Killing of hostages is tragic, but it can hardly stop Israel’s operation in Gaza: expert
Published: Dec 17, 2023 11:34 PM

Smoke billows over the southern Gaza Strip during Israeli bombardment on December 17, 2023, amid continuing battles between Israel and Hamas. Photo: AFP

Smoke billows over the southern Gaza Strip during Israeli bombardment on December 17, 2023, amid continuing battles between Israel and Hamas. Photo: AFP

After Israeli forces mistakenly killed three Israeli hostages in Gaza, the head of Israeli intelligence agency Mossad met Qatar’s prime minister in Oslo to discuss the release of the remaining hostages, media reported, as some observers believe it could signal hope for another temporary cease-fire to enable swapping Hamas-held hostages for Israeli-held Palestinian prisoners. 

The three Israeli hostages killed by Israeli forces Friday night were shot after they emerged shirtless from a building in northern Gaza, holding up a stick with a white cloth on it, Israeli military officials said Saturday, the Wall Street Journal (WSJ) reported. The decision by two Israeli soldiers to open fire violated the military’s rules of engagement, Herzi Halevi, an Israeli senior military officer, said late on Saturday.

The new details about the incident emerged as Israeli and Qatari officials met in Norway on Saturday in order to revive talks about the release of hostages held in Gaza in return for a cease-fire and the freeing of Palestinian prisoners held by Israel, according to people familiar with the matter, the WSJ reported on Saturday.

Some observers said this could be a chance for another exchange of hostages and prisoners, and allow more humanitarian aid to get into the Gaza, and it could even transform into a sustained cease-fire. 

Apart from the hostage issue, the US is also pressuring Israel. US President Joe Biden said Israeli Prime Minister Benjamin Netanyahu must change tack, warning that Israel’s “indiscriminate bombing” in Gaza risked leaving the country isolated, the Financial Times reported on Wednesday.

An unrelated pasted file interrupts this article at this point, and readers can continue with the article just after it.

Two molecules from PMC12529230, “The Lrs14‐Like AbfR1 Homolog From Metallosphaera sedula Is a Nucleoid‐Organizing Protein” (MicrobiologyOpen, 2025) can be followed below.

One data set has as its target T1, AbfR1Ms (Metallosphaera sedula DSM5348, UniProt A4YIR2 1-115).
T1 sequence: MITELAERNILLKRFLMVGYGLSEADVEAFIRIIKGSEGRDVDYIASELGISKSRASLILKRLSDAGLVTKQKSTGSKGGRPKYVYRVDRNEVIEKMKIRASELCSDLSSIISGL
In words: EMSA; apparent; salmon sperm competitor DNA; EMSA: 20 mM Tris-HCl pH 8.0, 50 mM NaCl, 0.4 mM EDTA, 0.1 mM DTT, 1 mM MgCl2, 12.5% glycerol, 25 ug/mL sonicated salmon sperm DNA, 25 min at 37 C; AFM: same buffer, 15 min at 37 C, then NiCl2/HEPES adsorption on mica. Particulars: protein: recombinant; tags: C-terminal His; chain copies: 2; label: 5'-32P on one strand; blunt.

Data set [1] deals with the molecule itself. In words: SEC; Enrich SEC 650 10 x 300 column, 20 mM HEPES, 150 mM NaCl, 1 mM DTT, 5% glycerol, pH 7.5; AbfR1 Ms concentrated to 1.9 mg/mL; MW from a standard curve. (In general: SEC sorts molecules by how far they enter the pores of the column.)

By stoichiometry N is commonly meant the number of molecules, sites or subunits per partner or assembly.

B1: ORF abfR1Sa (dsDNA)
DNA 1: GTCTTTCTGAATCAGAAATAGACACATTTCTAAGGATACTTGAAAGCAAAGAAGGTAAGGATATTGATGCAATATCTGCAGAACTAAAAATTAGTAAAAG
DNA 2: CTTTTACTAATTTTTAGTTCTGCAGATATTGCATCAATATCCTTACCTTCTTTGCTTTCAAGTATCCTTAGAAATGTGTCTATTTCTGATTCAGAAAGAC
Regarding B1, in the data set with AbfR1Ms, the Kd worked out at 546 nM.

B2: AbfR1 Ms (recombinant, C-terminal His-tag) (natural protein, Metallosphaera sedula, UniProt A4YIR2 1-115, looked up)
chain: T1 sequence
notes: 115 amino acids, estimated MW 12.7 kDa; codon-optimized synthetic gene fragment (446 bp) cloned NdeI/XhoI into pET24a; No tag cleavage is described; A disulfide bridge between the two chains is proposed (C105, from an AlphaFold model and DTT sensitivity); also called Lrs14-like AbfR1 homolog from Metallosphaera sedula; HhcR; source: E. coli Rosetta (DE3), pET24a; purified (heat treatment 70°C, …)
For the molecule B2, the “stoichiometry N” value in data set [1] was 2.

Offering his harshest criticism of the Israeli prime minister’s far-right coalition since the Jewish state began its military offensive in response to Hamas’s October 7 attack, the US president said Israel was “starting to lose… support” around the world.

The hostage deaths have intensified pressure on Netanyahu's government to take new steps to free the 129 remaining hostages. Israel’s war cabinet was set to meet later on Saturday to discuss whether to officially resume hostage talks with mediators, the people said. In Tel Aviv and other Israeli cities, protesters called on Saturday night for new efforts to secure the hostages’ release and for Netanyahu to step down, the WSJ reported.

However, the hostage issue might not be able to overtake Israel’s claimed mission of eliminating Hamas in Gaza, which means taking control of the region and rebuilding it based on Israel’s preferences, said some experts.

Wang Jin, an associate professor at the Institute of Middle Eastern Studies of Northwest University, told the Global Times on Sunday that “although the media reported that the Netanyahu is facing pressure, the hostage issue has never been the top priority. Most Israeli people care more about ending the conflict once and for all by not giving Hamas any breathing space.”